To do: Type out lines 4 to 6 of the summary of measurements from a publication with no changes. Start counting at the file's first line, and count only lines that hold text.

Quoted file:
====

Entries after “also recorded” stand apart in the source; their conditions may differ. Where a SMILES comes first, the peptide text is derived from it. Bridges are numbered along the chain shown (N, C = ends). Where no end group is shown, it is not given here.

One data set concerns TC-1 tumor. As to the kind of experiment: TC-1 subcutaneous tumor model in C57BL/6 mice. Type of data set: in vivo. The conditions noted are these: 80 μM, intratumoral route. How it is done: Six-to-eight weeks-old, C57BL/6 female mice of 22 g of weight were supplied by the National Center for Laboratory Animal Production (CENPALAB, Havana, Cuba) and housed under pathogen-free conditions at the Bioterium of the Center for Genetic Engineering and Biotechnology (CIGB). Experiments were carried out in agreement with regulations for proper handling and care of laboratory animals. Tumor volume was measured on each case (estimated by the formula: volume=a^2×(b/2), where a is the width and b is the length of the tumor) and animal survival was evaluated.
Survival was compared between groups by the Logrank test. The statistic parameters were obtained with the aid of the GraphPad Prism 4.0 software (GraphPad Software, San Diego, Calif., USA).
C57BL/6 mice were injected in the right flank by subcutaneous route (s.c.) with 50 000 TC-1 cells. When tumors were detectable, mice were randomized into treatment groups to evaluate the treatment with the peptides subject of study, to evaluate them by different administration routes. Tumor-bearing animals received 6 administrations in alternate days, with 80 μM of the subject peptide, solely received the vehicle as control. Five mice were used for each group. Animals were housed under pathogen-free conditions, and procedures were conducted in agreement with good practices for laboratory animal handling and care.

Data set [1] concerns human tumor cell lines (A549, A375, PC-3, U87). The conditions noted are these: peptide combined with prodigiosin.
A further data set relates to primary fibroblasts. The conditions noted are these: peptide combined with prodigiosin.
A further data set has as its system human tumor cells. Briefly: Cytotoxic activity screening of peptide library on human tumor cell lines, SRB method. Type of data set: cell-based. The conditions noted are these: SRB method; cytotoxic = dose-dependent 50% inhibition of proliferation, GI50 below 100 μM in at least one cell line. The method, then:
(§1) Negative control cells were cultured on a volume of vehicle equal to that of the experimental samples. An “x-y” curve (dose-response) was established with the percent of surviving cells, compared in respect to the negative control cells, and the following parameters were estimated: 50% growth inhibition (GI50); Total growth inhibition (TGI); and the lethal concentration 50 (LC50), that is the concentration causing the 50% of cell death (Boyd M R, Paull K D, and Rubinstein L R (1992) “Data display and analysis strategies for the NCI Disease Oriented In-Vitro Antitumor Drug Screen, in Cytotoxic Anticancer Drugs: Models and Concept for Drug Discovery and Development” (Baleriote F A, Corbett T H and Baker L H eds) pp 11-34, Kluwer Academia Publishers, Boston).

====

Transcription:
C57BL/6 mice were injected in the right flank by subcutaneous route (s.c.) with 50 000 TC-1 cells. When tumors were detectable, mice were randomized into treatment groups to evaluate the treatment with the peptides subject of study, to evaluate them by different administration routes. Tumor-bearing animals received 6 administrations in alternate days, with 80 μM of the subject peptide, solely received the vehicle as control. Five mice were used for each group. Animals were housed under pathogen-free conditions, and procedures were conducted in agreement with good practices for laboratory animal handling and care.

Data set [1] concerns human tumor cell lines (A549, A375, PC-3, U87). The conditions noted are these: peptide combined with prodigiosin.
A further data set relates to primary fibroblasts. The conditions noted are these: peptide combined with prodigiosin.